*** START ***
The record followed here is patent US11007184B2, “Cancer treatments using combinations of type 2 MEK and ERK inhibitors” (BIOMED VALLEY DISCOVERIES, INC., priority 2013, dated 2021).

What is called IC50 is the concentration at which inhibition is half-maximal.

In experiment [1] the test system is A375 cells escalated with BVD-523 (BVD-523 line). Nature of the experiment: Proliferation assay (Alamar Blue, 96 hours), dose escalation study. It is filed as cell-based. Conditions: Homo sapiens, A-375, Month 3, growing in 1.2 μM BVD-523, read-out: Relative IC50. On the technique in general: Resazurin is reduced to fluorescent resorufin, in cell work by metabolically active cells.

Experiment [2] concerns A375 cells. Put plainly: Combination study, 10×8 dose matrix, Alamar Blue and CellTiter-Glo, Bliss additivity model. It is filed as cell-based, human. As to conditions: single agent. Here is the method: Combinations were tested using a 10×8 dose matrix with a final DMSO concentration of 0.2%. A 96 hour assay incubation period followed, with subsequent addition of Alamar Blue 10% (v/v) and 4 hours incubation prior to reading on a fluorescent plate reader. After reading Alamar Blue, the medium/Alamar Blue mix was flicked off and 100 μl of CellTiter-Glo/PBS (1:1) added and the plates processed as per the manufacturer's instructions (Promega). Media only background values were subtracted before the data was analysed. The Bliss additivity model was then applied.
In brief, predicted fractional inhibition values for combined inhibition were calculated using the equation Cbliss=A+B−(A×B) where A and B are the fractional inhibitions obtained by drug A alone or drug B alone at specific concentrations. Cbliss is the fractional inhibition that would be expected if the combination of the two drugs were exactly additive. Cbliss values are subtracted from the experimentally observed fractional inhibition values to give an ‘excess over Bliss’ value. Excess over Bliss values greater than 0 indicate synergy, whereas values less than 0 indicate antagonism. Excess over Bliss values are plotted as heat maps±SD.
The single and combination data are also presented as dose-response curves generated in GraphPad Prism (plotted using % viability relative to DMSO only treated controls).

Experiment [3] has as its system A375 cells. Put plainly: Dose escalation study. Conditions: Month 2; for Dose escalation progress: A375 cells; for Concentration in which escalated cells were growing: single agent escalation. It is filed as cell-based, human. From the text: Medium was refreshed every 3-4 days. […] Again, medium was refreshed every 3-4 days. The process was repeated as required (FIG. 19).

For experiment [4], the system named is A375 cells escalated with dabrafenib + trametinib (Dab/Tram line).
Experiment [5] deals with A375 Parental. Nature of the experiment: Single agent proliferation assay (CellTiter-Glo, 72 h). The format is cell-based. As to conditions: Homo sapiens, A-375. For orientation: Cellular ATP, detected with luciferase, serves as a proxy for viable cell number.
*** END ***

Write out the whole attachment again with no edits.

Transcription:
The record followed here is patent US11007184B2, “Cancer treatments using combinations of type 2 MEK and ERK inhibitors” (BIOMED VALLEY DISCOVERIES, INC., priority 2013, dated 2021).

What is called IC50 is the concentration at which inhibition is half-maximal.

In experiment [1] the test system is A375 cells escalated with BVD-523 (BVD-523 line). Nature of the experiment: Proliferation assay (Alamar Blue, 96 hours), dose escalation study. It is filed as cell-based. Conditions: Homo sapiens, A-375, Month 3, growing in 1.2 μM BVD-523, read-out: Relative IC50. On the technique in general: Resazurin is reduced to fluorescent resorufin, in cell work by metabolically active cells.

Experiment [2] concerns A375 cells. Put plainly: Combination study, 10×8 dose matrix, Alamar Blue and CellTiter-Glo, Bliss additivity model. It is filed as cell-based, human. As to conditions: single agent. Here is the method: Combinations were tested using a 10×8 dose matrix with a final DMSO concentration of 0.2%. A 96 hour assay incubation period followed, with subsequent addition of Alamar Blue 10% (v/v) and 4 hours incubation prior to reading on a fluorescent plate reader. After reading Alamar Blue, the medium/Alamar Blue mix was flicked off and 100 μl of CellTiter-Glo/PBS (1:1) added and the plates processed as per the manufacturer's instructions (Promega). Media only background values were subtracted before the data was analysed. The Bliss additivity model was then applied.
In brief, predicted fractional inhibition values for combined inhibition were calculated using the equation Cbliss=A+B−(A×B) where A and B are the fractional inhibitions obtained by drug A alone or drug B alone at specific concentrations. Cbliss is the fractional inhibition that would be expected if the combination of the two drugs were exactly additive. Cbliss values are subtracted from the experimentally observed fractional inhibition values to give an ‘excess over Bliss’ value. Excess over Bliss values greater than 0 indicate synergy, whereas values less than 0 indicate antagonism. Excess over Bliss values are plotted as heat maps±SD.
The single and combination data are also presented as dose-response curves generated in GraphPad Prism (plotted using % viability relative to DMSO only treated controls).

Experiment [3] has as its system A375 cells. Put plainly: Dose escalation study. Conditions: Month 2; for Dose escalation progress: A375 cells; for Concentration in which escalated cells were growing: single agent escalation. It is filed as cell-based, human. From the text: Medium was refreshed every 3-4 days. […] Again, medium was refreshed every 3-4 days. The process was repeated as required (FIG. 19).

For experiment [4], the system named is A375 cells escalated with dabrafenib + trametinib (Dab/Tram line).
Experiment [5] deals with A375 Parental. Nature of the experiment: Single agent proliferation assay (CellTiter-Glo, 72 h). The format is cell-based. As to conditions: Homo sapiens, A-375. For orientation: Cellular ATP, detected with luciferase, serves as a proxy for viable cell number.